I've just finished part one of the book : "The Place of Discipline in Christian Living" and so far have been very impressed with the authors presentation of the role of discipline in the physical and spiritual life of a person. R.S. Taylor presents discipline as the key to power and the truest mark of maturity. He explores the results of discipline working on the appetites, emotions, moods, speech, priorities and submission to authority. He follows with a few chapters on the dangers of extreme " I've just finished part one of the book : "The Place of Discipline in Christian Living" and so far have been very impressed with the authors presentation of the role of discipline in the physical and spiritual life of a person. R.S. Taylor presents discipline as the key to power and the truest mark of maturity. He explores the results of discipline working on the appetites, emotions, moods, speech, priorities and submission to authority. He follows with a few chapters on the dangers of extreme "discipline" which can lead a person to Christian asceticism. He also makes a point to spell out for his readers that discipline and holiness are not the same thing and also that discipline is not a means to holiness in and of itself. Holiness is itself the basis for discipline. The very last section of this part of the book is dedicated to the discussion of imposed discipline mainly in the life of a child. He disputes the popular idea that discipline injures the personality of a child. Excerpt from page 72: "There is already a twist toward self-centeredness and lawlessness which will not right itself under the benign rays of Christian environment, but will feed on kindness, turn liberty into license, and grow alarmingly with the years, if not rigorously curbed by firm rule from the cradle onwards. Such curbing, while not able to extirpate the twist, will at least bring it clearly to light; it will also make adjustments to the restraints of an adult society much easier , to say nothing of the greater ease in submitting to the rule of God, at first partially, and then with that full submission which enables God to correct the nature at its base." I really enjoyed the first half of this book :) It is so very insightful. I cannot wait to see what he presents in Part two: The Path to discipline in Christian Living.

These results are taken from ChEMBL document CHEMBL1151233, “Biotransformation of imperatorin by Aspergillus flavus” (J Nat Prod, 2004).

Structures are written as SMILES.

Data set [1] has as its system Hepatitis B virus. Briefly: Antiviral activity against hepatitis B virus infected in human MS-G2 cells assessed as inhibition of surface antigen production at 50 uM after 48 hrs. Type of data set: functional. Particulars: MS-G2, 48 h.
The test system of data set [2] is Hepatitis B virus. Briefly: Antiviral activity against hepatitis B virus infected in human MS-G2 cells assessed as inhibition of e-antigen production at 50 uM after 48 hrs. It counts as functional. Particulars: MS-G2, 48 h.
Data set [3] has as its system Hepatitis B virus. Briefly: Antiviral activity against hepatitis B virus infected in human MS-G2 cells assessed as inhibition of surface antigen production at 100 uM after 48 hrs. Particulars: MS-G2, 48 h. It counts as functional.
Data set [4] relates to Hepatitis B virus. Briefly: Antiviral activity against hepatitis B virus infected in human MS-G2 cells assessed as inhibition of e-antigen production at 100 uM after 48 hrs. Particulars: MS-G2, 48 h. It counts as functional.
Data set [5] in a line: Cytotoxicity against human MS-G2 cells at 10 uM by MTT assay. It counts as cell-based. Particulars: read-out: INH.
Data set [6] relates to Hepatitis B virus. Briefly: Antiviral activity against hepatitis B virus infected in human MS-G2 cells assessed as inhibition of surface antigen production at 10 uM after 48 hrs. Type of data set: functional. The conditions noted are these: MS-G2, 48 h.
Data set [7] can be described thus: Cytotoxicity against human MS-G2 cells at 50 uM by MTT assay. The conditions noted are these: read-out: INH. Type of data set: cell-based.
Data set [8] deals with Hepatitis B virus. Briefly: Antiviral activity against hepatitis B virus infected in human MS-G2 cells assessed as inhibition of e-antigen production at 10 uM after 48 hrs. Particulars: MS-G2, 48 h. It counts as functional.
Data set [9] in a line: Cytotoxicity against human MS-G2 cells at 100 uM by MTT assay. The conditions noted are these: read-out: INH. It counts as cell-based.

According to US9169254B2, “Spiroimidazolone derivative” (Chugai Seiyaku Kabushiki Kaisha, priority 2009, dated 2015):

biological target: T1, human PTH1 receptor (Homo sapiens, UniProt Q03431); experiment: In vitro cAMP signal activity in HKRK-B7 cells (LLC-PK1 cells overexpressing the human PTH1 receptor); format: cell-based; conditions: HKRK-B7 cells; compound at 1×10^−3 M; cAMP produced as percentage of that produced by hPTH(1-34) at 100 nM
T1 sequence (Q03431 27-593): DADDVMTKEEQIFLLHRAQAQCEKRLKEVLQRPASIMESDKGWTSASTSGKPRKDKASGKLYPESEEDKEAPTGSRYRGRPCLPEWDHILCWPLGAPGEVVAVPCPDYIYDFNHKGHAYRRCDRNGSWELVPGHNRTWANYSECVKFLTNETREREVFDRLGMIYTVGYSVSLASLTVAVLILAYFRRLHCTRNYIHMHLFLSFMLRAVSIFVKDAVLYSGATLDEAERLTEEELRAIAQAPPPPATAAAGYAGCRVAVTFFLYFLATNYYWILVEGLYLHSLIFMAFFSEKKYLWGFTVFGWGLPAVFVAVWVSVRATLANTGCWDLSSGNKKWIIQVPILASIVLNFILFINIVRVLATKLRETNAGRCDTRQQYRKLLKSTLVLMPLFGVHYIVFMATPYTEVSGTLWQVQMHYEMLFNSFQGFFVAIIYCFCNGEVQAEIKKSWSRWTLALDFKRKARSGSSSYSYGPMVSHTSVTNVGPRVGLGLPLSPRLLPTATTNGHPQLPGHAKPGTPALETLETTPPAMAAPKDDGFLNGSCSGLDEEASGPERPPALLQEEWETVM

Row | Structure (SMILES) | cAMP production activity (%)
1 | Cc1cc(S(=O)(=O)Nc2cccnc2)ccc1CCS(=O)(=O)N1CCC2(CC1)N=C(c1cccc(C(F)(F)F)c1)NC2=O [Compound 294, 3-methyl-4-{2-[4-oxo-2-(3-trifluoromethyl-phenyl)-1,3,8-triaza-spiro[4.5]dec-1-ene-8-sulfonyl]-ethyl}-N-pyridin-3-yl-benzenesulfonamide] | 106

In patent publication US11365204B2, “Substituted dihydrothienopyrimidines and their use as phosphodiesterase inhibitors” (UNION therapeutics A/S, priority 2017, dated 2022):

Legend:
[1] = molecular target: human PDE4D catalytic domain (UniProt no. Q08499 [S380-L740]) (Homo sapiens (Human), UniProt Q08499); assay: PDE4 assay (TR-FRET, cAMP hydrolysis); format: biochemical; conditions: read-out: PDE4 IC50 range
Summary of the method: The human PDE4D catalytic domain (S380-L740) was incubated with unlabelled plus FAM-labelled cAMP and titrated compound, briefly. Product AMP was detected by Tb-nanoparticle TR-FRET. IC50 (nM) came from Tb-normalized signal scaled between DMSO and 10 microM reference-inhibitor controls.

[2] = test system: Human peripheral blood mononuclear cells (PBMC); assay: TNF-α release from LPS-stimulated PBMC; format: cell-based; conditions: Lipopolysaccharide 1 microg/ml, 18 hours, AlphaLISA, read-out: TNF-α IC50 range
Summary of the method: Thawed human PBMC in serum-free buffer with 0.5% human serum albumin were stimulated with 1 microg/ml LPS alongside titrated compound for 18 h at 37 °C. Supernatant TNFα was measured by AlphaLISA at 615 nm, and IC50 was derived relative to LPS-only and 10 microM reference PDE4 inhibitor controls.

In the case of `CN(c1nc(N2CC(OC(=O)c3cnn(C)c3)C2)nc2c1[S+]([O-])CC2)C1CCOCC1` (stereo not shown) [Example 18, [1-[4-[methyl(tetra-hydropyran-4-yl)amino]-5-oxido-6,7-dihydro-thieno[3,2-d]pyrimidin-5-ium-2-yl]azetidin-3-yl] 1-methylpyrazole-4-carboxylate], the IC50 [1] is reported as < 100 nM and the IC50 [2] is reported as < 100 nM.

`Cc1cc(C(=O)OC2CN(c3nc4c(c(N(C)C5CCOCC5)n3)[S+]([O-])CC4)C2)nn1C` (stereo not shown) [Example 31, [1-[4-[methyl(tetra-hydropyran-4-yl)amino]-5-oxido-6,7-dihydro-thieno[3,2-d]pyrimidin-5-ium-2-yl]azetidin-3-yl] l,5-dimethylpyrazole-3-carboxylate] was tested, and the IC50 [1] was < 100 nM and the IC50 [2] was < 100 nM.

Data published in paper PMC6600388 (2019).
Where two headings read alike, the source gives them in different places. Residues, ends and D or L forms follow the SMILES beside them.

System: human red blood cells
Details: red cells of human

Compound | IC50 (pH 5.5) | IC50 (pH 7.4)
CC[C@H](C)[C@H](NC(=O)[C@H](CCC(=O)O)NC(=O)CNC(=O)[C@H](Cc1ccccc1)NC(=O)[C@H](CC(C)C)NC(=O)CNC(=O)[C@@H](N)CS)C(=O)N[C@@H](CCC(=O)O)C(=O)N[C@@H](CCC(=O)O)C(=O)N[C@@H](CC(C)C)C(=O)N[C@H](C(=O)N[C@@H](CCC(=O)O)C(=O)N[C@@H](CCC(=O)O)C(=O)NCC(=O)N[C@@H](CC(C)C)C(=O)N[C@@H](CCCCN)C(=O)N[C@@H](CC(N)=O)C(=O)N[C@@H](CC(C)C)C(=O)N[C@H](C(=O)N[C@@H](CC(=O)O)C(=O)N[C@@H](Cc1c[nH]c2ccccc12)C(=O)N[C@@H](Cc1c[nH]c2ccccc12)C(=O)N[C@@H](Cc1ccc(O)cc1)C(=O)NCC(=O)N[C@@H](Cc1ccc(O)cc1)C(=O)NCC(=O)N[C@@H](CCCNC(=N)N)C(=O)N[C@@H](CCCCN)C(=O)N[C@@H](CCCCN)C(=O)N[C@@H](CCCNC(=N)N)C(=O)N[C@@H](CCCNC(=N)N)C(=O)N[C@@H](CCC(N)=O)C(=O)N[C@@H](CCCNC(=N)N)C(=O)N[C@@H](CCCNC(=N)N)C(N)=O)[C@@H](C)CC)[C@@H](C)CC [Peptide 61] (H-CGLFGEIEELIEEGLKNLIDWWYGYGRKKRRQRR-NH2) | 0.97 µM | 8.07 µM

10. 4 out of 5

    Havebooks Willread

    Well, this book stepped all over my toes! Taylor holds nothing back in this short little book exhorting the christian to live a disciplined life in every area, from controlling moods and emotions, to speech and gluttony, and even avoiding procrastination and honoring time commitments. (!!!!!) "none can qualify for the high rating of a truly disciplined character whose tongue is not restrained by the bridle of prudence and directed by the reins of love" (39). "When students glibly cast off their t Well, this book stepped all over my toes! Taylor holds nothing back in this short little book exhorting the christian to live a disciplined life in every area, from controlling moods and emotions, to speech and gluttony, and even avoiding procrastination and honoring time commitments. (!!!!!) "none can qualify for the high rating of a truly disciplined character whose tongue is not restrained by the bridle of prudence and directed by the reins of love" (39). "When students glibly cast off their tardiness by the cliche, 'Better late than never,' their professor would invariably retort, 'Better never late" (102). I thought it was interesting that he also examined some perils of self-discipline, such as pride or going to extremes, or even confusing discipline with holiness. "Persons so afflicted (with unnatural self-discipline in an effort to conquer sin) often live a life of strain: they are overscrupulous and petty; prudish to the point of morbidity; easily shocked and quick to criticize others; afraid to laugh lest they be guilty of levity" (68). I'm still mulling over the following quote, particularly as it applies to those who tend to have perfectionist tendencies anyway. "Consecration to God carries with it the obligation to excel, not in competition with others, but in competition with oneself. God's work demands trained minds. You have no right to be mediocre if you are capable of something better" (105).

  11. 4 out of 5

    Tracy Groot